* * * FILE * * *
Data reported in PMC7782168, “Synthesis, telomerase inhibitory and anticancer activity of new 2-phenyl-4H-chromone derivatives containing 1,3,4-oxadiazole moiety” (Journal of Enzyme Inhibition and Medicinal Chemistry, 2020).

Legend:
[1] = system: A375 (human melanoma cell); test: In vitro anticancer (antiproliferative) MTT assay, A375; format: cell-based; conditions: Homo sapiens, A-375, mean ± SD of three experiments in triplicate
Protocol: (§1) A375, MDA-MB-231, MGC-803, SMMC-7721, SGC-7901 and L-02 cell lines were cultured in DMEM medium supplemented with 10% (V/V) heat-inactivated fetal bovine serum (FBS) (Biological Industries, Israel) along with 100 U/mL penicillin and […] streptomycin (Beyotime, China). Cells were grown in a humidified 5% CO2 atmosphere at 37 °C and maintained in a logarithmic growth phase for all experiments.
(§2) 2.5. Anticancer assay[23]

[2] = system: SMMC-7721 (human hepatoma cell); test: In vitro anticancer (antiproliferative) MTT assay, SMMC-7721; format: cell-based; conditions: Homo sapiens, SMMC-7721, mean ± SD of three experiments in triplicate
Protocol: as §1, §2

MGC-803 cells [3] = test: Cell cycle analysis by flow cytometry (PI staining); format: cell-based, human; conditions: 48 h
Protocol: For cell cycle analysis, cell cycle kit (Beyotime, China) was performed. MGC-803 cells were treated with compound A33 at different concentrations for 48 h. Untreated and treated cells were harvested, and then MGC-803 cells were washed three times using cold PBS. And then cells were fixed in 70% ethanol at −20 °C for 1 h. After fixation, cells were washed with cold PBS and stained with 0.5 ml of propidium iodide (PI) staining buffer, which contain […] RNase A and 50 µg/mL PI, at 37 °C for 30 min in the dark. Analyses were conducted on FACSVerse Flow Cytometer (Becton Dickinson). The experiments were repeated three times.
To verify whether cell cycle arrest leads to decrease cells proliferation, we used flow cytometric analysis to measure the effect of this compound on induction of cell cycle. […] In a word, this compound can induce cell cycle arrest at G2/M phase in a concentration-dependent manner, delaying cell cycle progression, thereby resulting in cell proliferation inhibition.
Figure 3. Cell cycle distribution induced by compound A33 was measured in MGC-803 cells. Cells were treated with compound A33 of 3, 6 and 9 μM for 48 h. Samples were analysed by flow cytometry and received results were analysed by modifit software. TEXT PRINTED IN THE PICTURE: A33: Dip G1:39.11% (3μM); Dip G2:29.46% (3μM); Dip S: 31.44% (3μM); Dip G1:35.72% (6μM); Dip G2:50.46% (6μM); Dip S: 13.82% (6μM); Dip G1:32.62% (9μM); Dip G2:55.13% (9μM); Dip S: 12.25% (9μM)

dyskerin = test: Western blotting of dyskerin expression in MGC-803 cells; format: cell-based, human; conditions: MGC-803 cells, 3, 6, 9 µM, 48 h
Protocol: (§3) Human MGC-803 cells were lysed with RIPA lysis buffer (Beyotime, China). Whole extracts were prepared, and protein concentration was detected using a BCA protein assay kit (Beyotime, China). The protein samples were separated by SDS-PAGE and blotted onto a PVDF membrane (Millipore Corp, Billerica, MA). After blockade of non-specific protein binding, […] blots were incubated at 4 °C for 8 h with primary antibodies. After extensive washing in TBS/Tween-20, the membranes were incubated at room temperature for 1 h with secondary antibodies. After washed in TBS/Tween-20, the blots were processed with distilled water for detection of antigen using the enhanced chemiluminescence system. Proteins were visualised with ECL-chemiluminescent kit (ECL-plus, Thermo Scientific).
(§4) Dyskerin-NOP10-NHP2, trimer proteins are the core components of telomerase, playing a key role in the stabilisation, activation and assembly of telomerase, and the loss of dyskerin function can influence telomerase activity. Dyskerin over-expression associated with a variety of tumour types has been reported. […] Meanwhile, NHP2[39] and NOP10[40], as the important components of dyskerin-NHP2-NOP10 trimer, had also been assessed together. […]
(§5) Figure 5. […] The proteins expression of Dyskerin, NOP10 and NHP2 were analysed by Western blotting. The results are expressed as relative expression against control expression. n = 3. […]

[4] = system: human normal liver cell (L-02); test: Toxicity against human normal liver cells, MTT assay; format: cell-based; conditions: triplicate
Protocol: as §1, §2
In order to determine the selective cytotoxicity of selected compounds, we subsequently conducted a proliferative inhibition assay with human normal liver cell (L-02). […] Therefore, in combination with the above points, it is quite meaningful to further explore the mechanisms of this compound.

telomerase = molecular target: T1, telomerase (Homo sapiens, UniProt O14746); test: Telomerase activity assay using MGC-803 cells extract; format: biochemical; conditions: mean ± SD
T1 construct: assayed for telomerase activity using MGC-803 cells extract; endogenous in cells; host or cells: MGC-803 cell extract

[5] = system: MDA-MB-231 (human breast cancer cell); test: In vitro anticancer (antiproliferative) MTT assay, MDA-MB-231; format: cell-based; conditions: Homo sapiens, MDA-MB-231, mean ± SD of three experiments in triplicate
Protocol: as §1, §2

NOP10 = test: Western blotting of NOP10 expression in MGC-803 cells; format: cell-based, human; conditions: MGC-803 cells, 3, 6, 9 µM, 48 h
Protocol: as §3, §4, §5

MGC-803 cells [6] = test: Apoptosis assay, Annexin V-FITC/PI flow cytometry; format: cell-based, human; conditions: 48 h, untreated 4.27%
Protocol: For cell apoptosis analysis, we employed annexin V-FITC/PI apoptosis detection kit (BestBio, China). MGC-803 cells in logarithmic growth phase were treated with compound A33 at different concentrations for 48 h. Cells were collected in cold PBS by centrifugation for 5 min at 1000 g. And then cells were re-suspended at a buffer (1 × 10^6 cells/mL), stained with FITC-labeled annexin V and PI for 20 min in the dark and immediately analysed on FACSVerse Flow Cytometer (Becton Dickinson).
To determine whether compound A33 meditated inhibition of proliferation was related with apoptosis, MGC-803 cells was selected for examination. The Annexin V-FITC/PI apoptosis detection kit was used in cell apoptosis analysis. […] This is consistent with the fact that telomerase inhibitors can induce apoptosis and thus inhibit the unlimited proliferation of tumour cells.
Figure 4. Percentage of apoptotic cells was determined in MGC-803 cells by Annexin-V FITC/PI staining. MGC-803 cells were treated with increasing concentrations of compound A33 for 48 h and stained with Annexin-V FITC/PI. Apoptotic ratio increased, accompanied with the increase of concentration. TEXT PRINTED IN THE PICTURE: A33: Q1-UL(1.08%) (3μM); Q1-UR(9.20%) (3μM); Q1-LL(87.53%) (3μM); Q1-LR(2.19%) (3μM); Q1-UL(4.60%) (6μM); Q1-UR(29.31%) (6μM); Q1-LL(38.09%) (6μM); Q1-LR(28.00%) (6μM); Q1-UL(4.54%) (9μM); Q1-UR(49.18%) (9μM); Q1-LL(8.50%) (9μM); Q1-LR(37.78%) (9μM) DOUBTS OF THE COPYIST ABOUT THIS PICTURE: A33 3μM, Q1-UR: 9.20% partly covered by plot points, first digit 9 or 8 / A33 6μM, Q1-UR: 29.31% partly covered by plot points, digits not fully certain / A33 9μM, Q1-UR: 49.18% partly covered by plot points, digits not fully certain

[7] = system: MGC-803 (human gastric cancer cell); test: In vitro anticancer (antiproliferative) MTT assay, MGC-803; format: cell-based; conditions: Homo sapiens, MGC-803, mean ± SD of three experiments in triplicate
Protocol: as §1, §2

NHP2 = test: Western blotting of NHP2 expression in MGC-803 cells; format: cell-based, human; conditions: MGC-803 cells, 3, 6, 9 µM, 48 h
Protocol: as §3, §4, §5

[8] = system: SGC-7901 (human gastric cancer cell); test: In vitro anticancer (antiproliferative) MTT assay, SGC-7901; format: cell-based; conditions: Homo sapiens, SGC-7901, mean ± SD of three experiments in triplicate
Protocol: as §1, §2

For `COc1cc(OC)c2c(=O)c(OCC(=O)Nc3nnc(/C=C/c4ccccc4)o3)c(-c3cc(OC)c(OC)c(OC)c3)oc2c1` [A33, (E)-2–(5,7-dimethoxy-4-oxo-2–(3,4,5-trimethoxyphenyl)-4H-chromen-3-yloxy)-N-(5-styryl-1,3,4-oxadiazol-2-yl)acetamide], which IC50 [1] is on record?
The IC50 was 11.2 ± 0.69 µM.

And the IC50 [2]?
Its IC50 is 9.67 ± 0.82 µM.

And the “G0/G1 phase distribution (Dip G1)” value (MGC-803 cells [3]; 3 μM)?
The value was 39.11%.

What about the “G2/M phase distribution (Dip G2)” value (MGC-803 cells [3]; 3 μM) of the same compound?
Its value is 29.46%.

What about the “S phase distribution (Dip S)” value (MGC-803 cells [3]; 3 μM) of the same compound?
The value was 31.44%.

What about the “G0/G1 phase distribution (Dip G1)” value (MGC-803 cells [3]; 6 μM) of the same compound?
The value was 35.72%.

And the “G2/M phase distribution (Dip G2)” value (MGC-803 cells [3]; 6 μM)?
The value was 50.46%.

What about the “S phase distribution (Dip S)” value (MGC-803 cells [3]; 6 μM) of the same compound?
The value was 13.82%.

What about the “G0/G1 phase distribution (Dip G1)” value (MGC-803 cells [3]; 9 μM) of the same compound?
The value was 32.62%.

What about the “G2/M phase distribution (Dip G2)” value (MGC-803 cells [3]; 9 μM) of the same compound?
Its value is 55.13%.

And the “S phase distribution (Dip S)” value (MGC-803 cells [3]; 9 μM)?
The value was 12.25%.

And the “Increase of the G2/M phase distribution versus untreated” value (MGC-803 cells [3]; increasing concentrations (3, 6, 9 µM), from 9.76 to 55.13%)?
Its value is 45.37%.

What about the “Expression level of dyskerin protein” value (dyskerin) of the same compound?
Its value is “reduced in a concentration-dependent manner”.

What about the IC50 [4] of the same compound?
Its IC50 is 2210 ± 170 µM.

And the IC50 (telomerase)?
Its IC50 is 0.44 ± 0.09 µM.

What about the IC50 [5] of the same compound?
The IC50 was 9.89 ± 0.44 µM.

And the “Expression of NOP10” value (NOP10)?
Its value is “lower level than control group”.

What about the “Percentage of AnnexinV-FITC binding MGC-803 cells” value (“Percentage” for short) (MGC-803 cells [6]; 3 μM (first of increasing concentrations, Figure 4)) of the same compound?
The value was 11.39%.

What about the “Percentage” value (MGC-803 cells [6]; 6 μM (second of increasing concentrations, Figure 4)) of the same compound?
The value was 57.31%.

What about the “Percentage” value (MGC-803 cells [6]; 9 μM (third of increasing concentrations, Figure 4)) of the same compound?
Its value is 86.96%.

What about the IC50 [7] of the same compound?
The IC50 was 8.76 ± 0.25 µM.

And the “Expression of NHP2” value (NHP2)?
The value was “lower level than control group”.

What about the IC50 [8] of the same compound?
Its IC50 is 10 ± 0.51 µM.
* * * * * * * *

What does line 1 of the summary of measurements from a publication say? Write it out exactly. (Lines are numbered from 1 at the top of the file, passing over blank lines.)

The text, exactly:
Data reported in PMC7782168, “Synthesis, telomerase inhibitory and anticancer activity of new 2-phenyl-4H-chromone derivatives containing 1,3,4-oxadiazole moiety” (Journal of Enzyme Inhibition and Medicinal Chemistry, 2020).